PA'S RESTORATION STRATEGY
Pennsylvania's Chesapeake Bay restoration strategy presents an important issue to the future of agriculture in Pennsylvania and throughout the watershed, and must be managed to achieve the goals of having both clean water and viable farms.
The agriculture industry is responsible for contributing three-quarters of the total nutrient reductions expected of states by 2025. That's a sizeable sum, and no small task, but we know there are countless farmers who are doing their part.
One of Pennsylvania's big challenges is that of antiquated data. To date, DEP has only been able to load data on cost-share BMPs into the EPA Bay model and not non-cost-share BMPs.
As a means to rectify the absence of non-cost-share BMPs in the Bay model, DEP and PDA are collaborating with Penn State and other stakeholders to complete a comprehensive, voluntary farm survey to locate, quantify and verify previously undocumented BMPs.
We want Pennsylvania farmers to obtain maximum credit, both publicly and in the Bay model, for the good work they are doing to restore local water quality.
DEP is also working to set up a state of the art mobile platform for data collection across the entire watershed that will provide a standardized method of delivery for all county conservation districts.
PA'S RESTORATION STRATEGY -- DEVELOPMENT OF PROCEDURES FOR CONDUCTING FARM INSPECTIONS
DEP has worked in close cooperation with representatives of the State Conservation Commission, the Pennsylvania Association of Conservation Districts, and several individual conservation districts to develop a final Standard Operating Procedure (SOP) and inspection report form for conservation district and DEP staff to follow when completing the inspections called for as part of the Chesapeake Bay Restoration Strategy.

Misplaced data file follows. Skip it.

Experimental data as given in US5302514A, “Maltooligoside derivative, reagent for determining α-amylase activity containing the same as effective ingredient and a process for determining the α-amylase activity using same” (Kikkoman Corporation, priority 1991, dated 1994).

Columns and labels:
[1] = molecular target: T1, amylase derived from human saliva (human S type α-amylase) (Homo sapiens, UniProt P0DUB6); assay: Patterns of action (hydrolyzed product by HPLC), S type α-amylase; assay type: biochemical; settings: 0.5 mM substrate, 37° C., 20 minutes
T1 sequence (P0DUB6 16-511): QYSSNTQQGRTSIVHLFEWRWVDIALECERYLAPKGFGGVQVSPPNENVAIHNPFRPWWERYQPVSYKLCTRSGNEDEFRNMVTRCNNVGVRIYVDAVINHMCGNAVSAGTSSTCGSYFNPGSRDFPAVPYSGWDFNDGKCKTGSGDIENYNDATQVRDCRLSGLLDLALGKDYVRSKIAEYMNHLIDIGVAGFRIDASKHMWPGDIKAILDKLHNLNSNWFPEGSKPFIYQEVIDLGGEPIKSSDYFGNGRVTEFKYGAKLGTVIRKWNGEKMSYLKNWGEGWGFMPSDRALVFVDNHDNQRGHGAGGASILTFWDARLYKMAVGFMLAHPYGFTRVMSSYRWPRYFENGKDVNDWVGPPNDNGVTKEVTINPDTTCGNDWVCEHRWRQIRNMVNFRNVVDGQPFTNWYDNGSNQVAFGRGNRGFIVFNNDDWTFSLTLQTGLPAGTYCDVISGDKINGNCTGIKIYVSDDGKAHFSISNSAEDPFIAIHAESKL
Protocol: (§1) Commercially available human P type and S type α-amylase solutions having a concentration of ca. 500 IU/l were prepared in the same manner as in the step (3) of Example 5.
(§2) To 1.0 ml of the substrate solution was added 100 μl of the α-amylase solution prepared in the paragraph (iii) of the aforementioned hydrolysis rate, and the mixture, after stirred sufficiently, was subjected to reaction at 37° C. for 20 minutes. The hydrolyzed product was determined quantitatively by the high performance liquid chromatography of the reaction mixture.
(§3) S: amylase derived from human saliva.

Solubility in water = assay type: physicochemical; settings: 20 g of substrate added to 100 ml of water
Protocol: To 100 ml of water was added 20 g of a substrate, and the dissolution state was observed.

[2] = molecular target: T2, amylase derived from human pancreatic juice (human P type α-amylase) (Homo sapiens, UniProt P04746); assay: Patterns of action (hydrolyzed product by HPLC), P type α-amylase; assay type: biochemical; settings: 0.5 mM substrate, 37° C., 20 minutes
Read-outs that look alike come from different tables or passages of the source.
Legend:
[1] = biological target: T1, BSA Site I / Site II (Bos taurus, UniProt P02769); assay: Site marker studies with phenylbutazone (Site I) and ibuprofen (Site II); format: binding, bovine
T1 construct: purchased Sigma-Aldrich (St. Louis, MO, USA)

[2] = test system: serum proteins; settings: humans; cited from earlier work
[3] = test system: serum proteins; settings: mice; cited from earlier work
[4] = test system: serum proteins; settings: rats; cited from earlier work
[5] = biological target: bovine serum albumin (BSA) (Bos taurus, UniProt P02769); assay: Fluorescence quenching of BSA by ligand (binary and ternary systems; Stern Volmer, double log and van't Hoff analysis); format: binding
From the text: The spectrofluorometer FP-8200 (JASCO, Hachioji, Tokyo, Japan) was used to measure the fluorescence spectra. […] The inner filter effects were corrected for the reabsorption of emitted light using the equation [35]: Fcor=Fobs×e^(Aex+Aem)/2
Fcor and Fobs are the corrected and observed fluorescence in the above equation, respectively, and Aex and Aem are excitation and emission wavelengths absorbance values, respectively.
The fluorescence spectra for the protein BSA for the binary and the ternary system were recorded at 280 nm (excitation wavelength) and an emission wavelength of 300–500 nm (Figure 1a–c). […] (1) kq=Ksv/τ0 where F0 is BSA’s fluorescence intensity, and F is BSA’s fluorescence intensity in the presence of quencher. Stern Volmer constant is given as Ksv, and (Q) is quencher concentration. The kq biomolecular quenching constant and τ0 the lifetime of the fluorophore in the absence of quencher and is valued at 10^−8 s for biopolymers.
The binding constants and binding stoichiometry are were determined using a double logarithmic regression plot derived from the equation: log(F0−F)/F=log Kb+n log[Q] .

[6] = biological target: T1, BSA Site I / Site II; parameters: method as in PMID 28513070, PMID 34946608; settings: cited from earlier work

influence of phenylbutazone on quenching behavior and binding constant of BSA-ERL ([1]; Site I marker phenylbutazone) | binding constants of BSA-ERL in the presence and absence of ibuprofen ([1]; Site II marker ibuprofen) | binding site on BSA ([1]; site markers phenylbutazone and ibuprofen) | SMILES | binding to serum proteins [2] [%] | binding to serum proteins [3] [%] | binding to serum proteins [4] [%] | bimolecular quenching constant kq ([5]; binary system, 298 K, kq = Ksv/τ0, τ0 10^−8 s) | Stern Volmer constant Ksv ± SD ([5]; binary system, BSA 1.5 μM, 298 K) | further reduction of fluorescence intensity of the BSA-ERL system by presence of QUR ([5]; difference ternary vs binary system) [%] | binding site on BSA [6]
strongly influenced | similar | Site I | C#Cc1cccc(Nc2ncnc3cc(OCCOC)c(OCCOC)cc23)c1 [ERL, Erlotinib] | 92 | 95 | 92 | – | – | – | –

As of this date, 28 counties are participating in the farm inspection program and will receive funding from DEP to support bay technician staff: Adams, Bedford, Berks, Blair, Cambria, Centre, Chester, Clearfield, Clinton, Columbia, Cumberland, Fulton, Huntingdon, Indiana (covered in agreement with Cambria), Juniata, Lackawanna, Lancaster, Lebanon, Lycoming, Mifflin, Montour, Potter, Schuylkill, Snyder, Sullivan, Susquehanna, Union and Wyoming counties. In addition to the nine counties that chose not to continue their funding for a Bay Technician, three other counties with a small number of farms within the Bay watershed will have farm inspections done by DEP personnel: Somerset, Wayne, and Cameron.
Links to the SOP, and inspection report are available below. These documents will be updated over time as conservation districts and DEP gain experience under the inspection program. Implementation will begin in fall of 2016.
On Jan. 21, 2016, Governor Tom Wolf unveiled a comprehensive strategy to "reboot" the state's efforts to improve water quality in the commonwealth and the bay. The strategy, developed by DEP in consultation with departments of Agriculture and Conservation and Natural Resources (DCNR), as well as the State Conservation Commission, relies on a mix of technical and financial assistance for farmers, technology, expanded data gathering, improved program coordination and capacity and – only when necessary – stronger enforcement and compliance measures.